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Are India's daughters a good return on investment?

Swissinfo EN - Tue, 09/19/2017 - 11:00
The world’s first private, performance-based investment aims to keep girls in rural India in school. But can projects like the one supported by the UBS Optimus Foundation change societal attitudes that lead to high drop-out rates?  Nani doesn’t have much time for journalists, especially when there is a bullock munching on her maize crop. The sprightly grandmother gives chase and the opportunistic bovine is shooed away. She finally finds some time to talk to swissinfo.ch under the shade of a mango tree.  “I did not go to school. In my time, there were no schools around and our family never sent us, so we didn’t go,” she says.  Half a century later, Nani's granddaughter Maya has hardly fared any better. She used to go to school but dropped out as someone was needed to graze the family’s goats. In the village of Jaliya - and all over the Bhilwara district in the northwestern Indian state of Rajasthan - goats represent the end of the line when it comes to a girl’s education. Few ...
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Trump pushes for UN reform at New York meeting

Swissinfo EN - Mon, 09/18/2017 - 11:56
United States President Donald Trump made his debut at the United Nations in New York on Monday, urging the world body to reform by cutting down on bureaucracy. Some 120 states, including Switzerland, signed up to the US-led initiative in support. However, observers in Geneva remain dubious about the impact of the event.  Switzerland signed up to Monday’s US-sponsored event in New York and a ten-point declaration distributed by UN envoy Nikki Haley backing the broad "effective, meaningful" reforms proposed by UN Secretary-General Antonio Guterres.  According to Paola Beer Ceresetti, spokesperson for the Swiss foreign ministry, Switzerland wants a “strong, modern and efficient UN capable of fully meeting the ambitious goals it has fixed”.  “The UN must continually renew itself, strengthen and adapt to new challenges. In this regard, Switzerland supports reform efforts by the new UN Secretary General, reforms of peace and security, reforms of the UN development system and ...
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High-tech protection from rockslides

Swissinfo EN - Mon, 09/18/2017 - 11:00
In times of climate change and melting permafrost, modern surveillance systems are a matter of life and death. Researchers are developing new warning systems to give mountain residents more time to evacuate when the rocks start tumbling. (SRF/swissinfo.ch) In August 2017, eight people went missing, believed to have been buried under 4 million cubic metres of debris. The landslide in Bondo, close to the Swiss-Italian border, was one of the largest to hit Switzerland in the last century. On September 16, a further landslide occurred though nobody was hurt. Officials had already warned that a rock mass of between 200,000 and 500,000 metres squared was on the move. As nobody was in the danger zone increased safety measures were not needed. In a different part of the country earlier in September, the bulk of the ice tongue of the Trift glacier in canton Valais collapsed. More than 200 people were evacuated from their homes in Saas-Grund. About a third of the unstable ice masses are ...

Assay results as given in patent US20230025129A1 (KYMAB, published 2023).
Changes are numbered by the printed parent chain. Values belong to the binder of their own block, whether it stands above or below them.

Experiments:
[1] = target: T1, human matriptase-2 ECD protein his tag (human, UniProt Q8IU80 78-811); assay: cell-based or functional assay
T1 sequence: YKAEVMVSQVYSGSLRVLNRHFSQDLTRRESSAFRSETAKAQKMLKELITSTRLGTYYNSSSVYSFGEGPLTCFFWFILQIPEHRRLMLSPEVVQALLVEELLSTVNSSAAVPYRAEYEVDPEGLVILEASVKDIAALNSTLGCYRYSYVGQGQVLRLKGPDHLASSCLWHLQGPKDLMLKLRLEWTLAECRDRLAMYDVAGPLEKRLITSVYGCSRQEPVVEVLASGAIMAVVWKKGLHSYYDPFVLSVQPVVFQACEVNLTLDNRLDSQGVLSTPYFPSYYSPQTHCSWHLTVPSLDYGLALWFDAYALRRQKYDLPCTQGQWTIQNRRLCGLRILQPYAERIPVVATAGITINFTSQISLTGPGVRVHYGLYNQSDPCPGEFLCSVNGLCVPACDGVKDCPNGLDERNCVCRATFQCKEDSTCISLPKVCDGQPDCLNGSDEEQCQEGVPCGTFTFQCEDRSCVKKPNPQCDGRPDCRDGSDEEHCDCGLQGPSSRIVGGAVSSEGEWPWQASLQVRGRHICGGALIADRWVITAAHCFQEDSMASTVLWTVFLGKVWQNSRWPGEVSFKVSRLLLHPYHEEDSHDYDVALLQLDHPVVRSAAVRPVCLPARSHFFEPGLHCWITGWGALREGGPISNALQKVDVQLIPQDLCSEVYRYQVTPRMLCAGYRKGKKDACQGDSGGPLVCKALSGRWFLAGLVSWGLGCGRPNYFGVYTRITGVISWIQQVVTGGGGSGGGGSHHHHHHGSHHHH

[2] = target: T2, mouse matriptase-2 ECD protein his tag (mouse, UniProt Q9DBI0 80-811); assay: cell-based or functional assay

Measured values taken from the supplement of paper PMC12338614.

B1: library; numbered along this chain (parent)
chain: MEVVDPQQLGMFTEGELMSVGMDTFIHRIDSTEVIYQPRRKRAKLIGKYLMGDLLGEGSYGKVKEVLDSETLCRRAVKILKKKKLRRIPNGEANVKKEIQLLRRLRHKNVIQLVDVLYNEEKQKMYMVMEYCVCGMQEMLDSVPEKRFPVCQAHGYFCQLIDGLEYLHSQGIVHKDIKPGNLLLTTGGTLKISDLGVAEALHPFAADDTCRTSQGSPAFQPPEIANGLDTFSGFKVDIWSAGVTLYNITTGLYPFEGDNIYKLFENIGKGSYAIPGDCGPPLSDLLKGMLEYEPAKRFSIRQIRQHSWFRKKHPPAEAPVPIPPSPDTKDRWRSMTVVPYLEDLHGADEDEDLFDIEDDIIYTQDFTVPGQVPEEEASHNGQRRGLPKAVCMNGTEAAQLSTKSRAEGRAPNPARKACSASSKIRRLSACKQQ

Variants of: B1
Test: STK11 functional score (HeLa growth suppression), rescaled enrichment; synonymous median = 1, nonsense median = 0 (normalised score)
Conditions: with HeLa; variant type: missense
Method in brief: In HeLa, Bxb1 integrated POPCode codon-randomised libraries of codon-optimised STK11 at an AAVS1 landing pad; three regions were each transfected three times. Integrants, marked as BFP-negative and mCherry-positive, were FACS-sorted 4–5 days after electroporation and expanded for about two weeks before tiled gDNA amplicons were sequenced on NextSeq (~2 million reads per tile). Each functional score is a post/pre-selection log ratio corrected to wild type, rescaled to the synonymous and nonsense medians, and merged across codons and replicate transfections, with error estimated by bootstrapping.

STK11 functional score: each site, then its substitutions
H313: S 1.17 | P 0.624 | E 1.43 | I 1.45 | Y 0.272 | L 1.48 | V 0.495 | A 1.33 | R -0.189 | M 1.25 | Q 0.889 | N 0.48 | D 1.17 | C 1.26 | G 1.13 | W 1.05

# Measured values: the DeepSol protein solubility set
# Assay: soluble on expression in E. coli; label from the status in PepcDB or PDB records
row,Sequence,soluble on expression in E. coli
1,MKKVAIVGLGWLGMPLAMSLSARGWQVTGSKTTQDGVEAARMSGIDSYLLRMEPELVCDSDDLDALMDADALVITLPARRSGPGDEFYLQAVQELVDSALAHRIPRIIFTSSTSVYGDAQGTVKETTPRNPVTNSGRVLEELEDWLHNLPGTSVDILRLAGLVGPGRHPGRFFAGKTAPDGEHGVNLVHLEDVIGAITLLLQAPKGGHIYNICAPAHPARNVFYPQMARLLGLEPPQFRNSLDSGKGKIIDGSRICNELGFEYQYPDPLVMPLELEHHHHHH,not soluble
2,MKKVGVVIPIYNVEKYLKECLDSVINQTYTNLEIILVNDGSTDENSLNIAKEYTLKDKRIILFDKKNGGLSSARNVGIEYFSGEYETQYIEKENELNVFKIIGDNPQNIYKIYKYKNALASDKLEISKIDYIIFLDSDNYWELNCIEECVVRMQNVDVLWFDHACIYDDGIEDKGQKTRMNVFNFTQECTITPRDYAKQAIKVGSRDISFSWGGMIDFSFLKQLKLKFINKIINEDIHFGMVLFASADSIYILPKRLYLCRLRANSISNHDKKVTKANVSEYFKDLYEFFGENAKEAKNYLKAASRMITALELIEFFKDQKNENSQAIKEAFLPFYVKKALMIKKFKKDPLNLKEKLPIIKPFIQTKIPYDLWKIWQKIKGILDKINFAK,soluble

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Switzerland keeps US and North Korea talking

Swissinfo EN - Sun, 09/17/2017 - 18:00
In public, threats. Behind the scenes, diplomacy and de-escalation. Switzerland has been negotiating between the United States and North Korea without fanfare but with success. This week a former US diplomat and a representative from North Korea spoke to each other in Montreux.  It was one of those meetings that happen from time to time: at the lowest level, during an international get-together, discreet and informal. Yet it is significant because it represents a moment of normality in relations between the North Korea and the US. These are more strained than ever, following a series of weapon tests in North Korea and threats from the White House. In times like these, even small steps are large.  The conference began on Monday; the UN Security Council had just imposed very tough sanctions on North Korea. The Japanese national public broadcasting organisation NHK reported that Evans Revere, a former Deputy Assistant Secretary of State for East Asian and Pacific Affairs, had spoken ...
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A new cabinet minister, vaccine shortages and Swiss banks in Indian schools

Swissinfo EN - Sun, 09/17/2017 - 17:00
These are the stories on our agenda for the week beginning September 18, 2017. Tuesday Is there a place for private, for-profit investment in the international development sector dominated by governments, non-profits and wealthy donors? We look at the world’s first Development Impact Bond backed by Swiss bank UBS that aims to get Indian girls into school and improve learning outcomes. Wednesday First, wealthy Switzerland is struggling to maintain stocks of 16 key vaccines, forcing doctors to adapt their practices. What’s causing the shortfall, and what’s being done about it? Then, in the week’s big event, a new cabinet minister is chosen to replace outgoing Foreign Minister Didier Burkhalter. We’ll have the results of the election and, as the story develops, information on the potential re-shuffle of duties among the seven members of the Swiss cabinet. Thursday Our coverage and analysis continues about the newest member of Switzerland’s cabinet. How might the person ...
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Swiss apartment glut puts pressure on landlords

Swissinfo EN - Sun, 09/17/2017 - 15:00
It's a good time for people looking to rent an apartment in Switzerland, as there are a huge number of empty properties and landlords are slashing rents in some places. (SRF/swissinfo.ch)  There are around 55,000 empty rental flats in Switzerland. For example in Wangen bei Olten, Canton Solothurn, where ten percent of all flats are unoccupied. Because of negative bank interest rates, pension funds are investing in real estate, so in many areas, more apartments are being built than can be filled.  Landlords are coming up with novel ideas to counter this trend, with rent reductions among them, which is great news for tenants.
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A professor’s appointment wreaks havoc in Zurich

Swissinfo EN - Sun, 09/17/2017 - 11:00